To that regard, his civic affiliations includes: Director of the Advisory Board Standard Savings Association; Director of Houston Council on Human Relations; Director of the Northwest Water District City of Houston; Editor of the Globe Advocate Newspaper; Member of the Human Relations Committee H.I.S.D; Member of the Harris Country Political Organization and Member of the Advisory Board KYOK Radio Station and Channel 13 among many others.
He also served in the U.S. military as a Warrant Officer during the Korean War. His background and work experience includes working for the U.S. Post Office, as a mail carrier in Trinity Gardens and a long-time employee at Joske’s and Foley’s Department Stores in Houston; a long shore waterfront worker and he also worked for Weingarten’s Supermarket Chain before it was acquired by Safeway Stores in 1983.
Rev. Williams became a close and personal friend to Former President George H.W. Bush. It was after a debate at Antioch M.B.C where Rev. Williams arranged for a face-off for the president and his running mate at the time. A gallery of residents from the Acreage Home and Garden Oaks communities, the Mayor and two commissioners amongst many others were present. Although, President Bush did not say what the gathering expected to hear, Rev. Williams encouraged the crowd to base their opinion and support off of the honesty he had given. From that event, President Bush received the support of Rev. Williams and those in attendance, and he won the office of presidency.
Furthermore, through the support of Rev. Williams many elected officials have obtained and retained their positions, of whom there is not enough space to record them all. Rev. Williams has built a reputation of being a mighty strong arm to confront and a force to be reckoned with. He dutifully upholds this title all while maintaining Biblical standards and principles conducive with leading and being a voice for the Black community. Some years ago, he challenged a request made by city officials, who will remain nameless, that were in support of establishing a bill to allow homosexuals to receive the same rights Blacks fought and died for. Due to him standing firm in his decision he was threatened, his office was dismantled, and furniture was destroyed. But no matter the enmity Williams faced, he remained steadfast.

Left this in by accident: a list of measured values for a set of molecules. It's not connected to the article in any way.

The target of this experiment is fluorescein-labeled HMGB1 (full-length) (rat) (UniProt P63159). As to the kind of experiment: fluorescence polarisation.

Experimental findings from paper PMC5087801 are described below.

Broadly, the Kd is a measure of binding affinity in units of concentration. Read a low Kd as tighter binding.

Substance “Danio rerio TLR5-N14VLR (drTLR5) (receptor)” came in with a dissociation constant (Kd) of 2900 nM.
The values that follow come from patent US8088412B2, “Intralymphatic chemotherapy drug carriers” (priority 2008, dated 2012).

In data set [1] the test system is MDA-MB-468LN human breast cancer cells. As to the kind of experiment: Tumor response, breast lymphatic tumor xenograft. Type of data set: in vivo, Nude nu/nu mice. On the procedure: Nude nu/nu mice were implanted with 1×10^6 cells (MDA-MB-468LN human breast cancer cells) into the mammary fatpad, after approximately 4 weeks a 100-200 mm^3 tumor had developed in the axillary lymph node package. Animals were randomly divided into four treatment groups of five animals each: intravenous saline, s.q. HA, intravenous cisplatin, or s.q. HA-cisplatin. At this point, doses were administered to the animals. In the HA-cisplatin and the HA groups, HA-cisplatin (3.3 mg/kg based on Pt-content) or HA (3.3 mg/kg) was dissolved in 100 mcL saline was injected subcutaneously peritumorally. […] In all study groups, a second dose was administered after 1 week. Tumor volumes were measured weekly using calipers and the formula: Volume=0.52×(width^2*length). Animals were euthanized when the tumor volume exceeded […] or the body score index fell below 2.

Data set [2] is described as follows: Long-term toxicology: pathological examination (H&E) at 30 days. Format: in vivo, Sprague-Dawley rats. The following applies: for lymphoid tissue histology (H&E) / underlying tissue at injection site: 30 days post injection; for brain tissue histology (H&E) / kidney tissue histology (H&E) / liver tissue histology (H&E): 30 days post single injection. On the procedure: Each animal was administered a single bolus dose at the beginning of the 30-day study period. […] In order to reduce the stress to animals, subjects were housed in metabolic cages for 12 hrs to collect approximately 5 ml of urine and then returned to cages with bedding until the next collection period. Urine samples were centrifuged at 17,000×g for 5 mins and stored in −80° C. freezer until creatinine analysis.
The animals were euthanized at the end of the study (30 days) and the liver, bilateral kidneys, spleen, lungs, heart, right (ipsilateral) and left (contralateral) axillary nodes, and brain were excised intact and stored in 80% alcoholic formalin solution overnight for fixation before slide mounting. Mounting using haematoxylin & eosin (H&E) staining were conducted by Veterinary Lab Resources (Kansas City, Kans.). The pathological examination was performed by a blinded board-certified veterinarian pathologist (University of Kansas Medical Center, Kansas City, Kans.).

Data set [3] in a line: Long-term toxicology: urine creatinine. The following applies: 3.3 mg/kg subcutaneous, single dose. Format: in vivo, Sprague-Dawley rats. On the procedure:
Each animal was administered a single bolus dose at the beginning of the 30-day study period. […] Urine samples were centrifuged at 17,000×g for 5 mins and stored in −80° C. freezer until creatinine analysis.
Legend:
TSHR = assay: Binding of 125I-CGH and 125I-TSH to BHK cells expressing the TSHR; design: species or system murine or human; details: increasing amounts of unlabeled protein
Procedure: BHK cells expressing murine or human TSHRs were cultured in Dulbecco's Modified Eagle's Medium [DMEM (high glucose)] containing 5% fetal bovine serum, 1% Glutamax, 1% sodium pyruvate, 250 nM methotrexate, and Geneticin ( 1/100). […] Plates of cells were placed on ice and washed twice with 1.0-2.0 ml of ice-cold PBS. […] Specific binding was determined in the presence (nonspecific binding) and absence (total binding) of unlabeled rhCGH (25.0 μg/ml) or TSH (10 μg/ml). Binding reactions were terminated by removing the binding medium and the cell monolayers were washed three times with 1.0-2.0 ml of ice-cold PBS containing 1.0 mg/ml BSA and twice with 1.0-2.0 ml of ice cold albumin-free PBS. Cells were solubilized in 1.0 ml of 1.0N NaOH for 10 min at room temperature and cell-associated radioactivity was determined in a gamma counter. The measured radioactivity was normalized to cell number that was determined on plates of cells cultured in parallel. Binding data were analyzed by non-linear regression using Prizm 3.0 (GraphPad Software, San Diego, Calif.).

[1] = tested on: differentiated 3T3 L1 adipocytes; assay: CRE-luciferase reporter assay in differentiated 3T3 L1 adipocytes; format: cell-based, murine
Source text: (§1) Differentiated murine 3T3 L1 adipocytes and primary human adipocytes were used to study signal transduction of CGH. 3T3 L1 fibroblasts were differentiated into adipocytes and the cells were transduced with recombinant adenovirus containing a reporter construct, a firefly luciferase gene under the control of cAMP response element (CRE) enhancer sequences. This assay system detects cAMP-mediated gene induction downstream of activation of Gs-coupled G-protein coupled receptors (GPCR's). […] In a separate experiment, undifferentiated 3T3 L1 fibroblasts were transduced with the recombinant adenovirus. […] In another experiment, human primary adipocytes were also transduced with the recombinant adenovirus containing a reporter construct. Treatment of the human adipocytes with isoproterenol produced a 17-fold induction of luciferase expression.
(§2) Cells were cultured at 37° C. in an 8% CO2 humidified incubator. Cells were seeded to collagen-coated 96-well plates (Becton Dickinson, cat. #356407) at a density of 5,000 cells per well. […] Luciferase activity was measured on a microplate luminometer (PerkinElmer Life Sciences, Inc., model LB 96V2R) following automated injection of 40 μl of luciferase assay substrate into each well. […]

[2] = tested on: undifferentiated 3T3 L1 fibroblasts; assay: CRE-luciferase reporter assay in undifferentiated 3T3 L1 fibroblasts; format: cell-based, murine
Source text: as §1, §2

In 1971, he initiated the first ever Martin Luther King Celebration, before it was ever officially declared an official holiday. As it relates to the origination of the Annual Martin Luther King Day Celebration, Rev. Williams stated, “We didn’t need the government to tell us when to celebrate our history.” Hence, the Annual Martin Luther King Day Celebration was established and set in motion. Among some of the prominent leaders and pastors that gathered to support this celebration were: Pastor Bill Lawson, Pastor Deleon Everett, Dr. A.W. Bill, Pastor A.A. McCardell, Pastor B.J. Lewis, Pastor S.B. Parker, Pastor Andy Young and Pastor J.T. Holcombe to name a few.
However, as with anything of this sort, these individuals were not met with smiling faces nor a supportive force. In fact, it was quite the opposite. The police force was called in on him and the KKK’s came together to taunt him. Nevertheless, he believed and supported the vision of Dr. King – as Dr. King supported him in the Civil Rights Movement he led in Houston as well. Rev. Williams was amongst one of the key players, who was very instrumental in bringing Dr. King to Houston. Although he received a great deal of opposition from local ministers and pastors regarding his decision to do so. During Dr. King’s final masterpiece speech, I have been to the Mountaintop, Rev. Williams sat only three seats away from him. To date, he has held over 40 Annual Martin Luther King Day celebrations.